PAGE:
Monday, October 17, 2011
60TH ANNIVERSARY OF I LOVE LUCY
But we don't want to hear from them.
Not during the 60th anniversary celebration of the Oct. 15, 1951 TV premiere of "I Love Lucy" -- the simple comedy that cemented the sitcom template, made an enduring icon of star Lucille Ball, built a Hollywood studio and changed the "business" part of show business, for better or worse, by advancing the concept of reruns.
"I Love Lucy" would run on CBS for six seasons totaling 179 half-hour episodes, then another three years adding up to 13 occasional hour specials. Then it ran on CBS network daytime, in local station syndication and around the world -- as it still does -- before becoming one of the first shows released on VHS and DVD.
The half-hour series never ranked lower than No. 3 in the Nielsen ratings, finishing No. 1 four times. Its 1953 having-a-baby outing "Lucy Goes to the Hospital" -- aided by the near simultaneous birth of Ball's real-life son, Desi Arnaz Jr. -- still ranks as Nielsen's highest-rated episode of all time.
And all CBS wanted was to move Ball from her CBS radio hit "My Favorite Husband" to the burgeoning TV medium that had already welcomed radio favorites like Jack Benny and Groucho Marx.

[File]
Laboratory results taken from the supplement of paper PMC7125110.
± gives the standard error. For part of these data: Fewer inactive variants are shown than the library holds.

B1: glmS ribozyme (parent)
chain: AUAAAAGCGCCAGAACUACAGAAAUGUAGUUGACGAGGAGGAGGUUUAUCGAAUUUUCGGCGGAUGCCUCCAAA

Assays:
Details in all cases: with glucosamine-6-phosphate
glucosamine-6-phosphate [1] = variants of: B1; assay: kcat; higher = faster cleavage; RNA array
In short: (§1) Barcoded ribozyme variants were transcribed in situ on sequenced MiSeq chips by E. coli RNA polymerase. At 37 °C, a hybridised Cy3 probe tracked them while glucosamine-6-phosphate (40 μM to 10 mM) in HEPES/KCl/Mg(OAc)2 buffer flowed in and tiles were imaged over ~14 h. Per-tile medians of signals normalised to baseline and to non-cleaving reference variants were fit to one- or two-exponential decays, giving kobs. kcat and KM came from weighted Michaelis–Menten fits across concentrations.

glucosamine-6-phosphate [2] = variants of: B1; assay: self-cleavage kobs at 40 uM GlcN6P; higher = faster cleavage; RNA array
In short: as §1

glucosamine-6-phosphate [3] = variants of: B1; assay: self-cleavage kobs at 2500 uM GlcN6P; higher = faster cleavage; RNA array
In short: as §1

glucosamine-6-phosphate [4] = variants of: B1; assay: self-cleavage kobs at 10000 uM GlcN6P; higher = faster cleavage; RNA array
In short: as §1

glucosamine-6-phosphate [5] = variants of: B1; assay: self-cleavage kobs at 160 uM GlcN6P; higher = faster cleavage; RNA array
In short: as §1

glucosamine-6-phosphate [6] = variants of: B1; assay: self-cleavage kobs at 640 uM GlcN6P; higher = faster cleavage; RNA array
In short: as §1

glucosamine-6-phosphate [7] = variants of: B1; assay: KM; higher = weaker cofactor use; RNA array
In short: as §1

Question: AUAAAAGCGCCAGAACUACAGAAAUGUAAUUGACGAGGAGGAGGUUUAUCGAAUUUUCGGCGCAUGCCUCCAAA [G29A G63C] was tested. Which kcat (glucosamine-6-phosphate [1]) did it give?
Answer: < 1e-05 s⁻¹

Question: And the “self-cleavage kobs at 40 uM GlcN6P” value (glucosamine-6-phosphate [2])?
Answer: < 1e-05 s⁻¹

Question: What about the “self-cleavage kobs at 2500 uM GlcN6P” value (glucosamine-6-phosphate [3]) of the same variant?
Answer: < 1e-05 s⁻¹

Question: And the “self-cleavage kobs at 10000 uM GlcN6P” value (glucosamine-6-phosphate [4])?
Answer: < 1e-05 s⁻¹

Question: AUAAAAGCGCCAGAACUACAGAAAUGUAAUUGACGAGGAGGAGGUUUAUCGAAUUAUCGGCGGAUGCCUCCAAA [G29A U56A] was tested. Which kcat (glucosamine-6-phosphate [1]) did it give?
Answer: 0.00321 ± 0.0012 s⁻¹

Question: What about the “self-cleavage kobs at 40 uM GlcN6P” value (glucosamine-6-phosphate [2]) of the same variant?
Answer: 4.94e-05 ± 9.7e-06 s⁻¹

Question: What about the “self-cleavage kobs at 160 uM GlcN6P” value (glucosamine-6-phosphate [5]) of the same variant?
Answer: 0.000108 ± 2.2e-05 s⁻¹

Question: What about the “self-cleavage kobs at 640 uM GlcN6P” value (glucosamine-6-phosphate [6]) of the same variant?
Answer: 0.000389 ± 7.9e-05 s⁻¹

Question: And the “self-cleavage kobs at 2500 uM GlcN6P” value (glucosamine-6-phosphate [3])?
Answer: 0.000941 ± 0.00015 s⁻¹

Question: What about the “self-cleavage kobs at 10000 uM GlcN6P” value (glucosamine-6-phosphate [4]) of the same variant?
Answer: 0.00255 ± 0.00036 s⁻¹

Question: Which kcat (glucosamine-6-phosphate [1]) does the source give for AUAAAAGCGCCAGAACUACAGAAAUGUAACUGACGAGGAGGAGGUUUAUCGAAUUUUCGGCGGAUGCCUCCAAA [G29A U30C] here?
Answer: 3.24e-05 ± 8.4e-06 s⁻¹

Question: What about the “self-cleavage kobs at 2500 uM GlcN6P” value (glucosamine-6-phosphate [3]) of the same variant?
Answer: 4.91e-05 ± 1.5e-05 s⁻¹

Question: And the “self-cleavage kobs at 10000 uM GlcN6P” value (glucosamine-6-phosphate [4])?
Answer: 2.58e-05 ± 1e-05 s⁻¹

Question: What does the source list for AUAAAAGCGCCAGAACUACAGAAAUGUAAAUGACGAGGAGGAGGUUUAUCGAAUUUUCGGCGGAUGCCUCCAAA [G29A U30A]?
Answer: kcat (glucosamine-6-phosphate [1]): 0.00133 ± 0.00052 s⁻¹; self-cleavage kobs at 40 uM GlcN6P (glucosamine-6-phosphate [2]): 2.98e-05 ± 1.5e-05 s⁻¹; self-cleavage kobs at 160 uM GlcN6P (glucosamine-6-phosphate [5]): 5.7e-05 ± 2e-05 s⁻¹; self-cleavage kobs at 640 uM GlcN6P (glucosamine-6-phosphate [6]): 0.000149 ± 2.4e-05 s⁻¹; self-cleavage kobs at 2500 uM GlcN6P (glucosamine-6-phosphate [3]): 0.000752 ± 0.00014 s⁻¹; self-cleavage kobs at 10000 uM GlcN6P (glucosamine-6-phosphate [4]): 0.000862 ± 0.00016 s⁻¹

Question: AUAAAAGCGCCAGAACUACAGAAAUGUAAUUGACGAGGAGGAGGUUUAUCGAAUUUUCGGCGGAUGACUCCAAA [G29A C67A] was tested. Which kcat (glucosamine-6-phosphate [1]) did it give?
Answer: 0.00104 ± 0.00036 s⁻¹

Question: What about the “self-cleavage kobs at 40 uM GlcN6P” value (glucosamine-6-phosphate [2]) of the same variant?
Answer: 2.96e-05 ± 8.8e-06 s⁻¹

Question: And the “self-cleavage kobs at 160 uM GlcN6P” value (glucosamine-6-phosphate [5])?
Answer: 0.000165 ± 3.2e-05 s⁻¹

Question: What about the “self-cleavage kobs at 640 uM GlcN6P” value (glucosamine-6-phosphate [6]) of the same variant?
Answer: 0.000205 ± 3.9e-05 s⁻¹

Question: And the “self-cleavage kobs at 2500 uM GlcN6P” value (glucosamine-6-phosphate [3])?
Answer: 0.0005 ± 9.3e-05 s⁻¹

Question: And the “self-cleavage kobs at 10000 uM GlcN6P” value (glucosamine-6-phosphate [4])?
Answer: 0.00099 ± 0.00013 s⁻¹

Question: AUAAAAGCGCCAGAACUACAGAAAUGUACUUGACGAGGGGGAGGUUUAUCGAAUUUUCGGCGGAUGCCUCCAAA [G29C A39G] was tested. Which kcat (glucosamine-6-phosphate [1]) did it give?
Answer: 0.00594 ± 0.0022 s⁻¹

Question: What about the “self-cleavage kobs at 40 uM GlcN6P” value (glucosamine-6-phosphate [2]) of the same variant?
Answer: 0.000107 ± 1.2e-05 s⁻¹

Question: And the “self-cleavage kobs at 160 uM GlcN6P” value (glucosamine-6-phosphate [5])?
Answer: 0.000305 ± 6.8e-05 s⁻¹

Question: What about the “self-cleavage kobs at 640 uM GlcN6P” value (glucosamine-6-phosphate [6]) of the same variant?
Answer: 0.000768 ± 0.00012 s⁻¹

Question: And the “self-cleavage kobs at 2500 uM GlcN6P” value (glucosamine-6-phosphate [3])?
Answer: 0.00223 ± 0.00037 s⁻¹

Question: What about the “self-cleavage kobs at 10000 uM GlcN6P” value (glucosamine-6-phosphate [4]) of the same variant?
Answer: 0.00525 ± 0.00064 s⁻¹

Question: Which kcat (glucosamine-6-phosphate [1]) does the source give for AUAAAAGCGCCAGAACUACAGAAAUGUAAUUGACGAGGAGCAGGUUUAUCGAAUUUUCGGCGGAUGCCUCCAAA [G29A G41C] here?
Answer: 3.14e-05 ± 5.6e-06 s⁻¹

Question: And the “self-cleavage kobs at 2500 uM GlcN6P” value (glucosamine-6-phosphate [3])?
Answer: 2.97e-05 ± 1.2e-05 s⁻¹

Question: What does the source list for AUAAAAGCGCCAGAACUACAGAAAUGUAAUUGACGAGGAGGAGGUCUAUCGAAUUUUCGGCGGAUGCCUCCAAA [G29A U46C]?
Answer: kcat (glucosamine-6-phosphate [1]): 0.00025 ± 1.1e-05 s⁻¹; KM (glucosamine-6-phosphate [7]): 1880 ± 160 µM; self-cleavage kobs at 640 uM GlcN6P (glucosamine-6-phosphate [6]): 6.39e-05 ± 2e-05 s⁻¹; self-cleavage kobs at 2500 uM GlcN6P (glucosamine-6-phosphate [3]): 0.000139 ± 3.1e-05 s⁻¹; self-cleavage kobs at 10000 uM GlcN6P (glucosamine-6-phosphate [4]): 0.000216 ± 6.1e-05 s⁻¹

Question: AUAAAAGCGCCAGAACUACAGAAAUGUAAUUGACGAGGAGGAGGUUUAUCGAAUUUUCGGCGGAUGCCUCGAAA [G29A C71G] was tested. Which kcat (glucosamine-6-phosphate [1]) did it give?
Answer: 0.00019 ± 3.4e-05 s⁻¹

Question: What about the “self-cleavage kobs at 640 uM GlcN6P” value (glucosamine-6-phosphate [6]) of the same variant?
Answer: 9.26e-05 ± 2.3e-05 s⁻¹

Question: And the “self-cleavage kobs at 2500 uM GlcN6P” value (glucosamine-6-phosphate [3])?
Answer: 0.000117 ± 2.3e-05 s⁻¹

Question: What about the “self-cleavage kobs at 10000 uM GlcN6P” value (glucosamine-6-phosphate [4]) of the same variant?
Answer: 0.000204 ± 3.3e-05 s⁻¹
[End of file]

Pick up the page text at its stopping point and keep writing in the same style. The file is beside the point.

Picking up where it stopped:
Ball wanted to stay close to home to start a family, and insisted on starring with her husband, Cuban-born bandleader Desi Arnaz. CBS wasn't crazy about the heavily accented Arnaz until the couple did live stage shows to prove audiences bought them as a couple. The network objected even more to the couple planning to produce the show in Hollywood. With the use of videotape still years away, TV programs then aired live from New York for the much larger audience in the country's Eastern half.
The story has become legend -- behind-the-scenes boss Arnaz turned a Hollywood soundstage into the kind of theater used by New York shows, bringing in bleachers for a live audience and playing before three film cameras, editing together the results for high-quality recordings to ship east. With "I Love Lucy" episodes preserved this way, they could be repeated -- and Arnaz was smart enough to retain ownership rights. Other shows soon wanted to tap this expertise, and Lucy and Desi's Desilu studio eventually took over the RKO lot where Ball had once made movies, churning out TV classics from Danny Thomas' "Make Room for Daddy" to "The Untouchables" to "Star Trek." (Desilu was sold to become Paramount Television in 1967.)
Sixty years later -- and 100 years after Lucille Ball's birth -- "I Love Lucy" continues to entertain audiences day after day, generation after generation. And it stands as one of TV's most influential series ever -- both on-screen and off.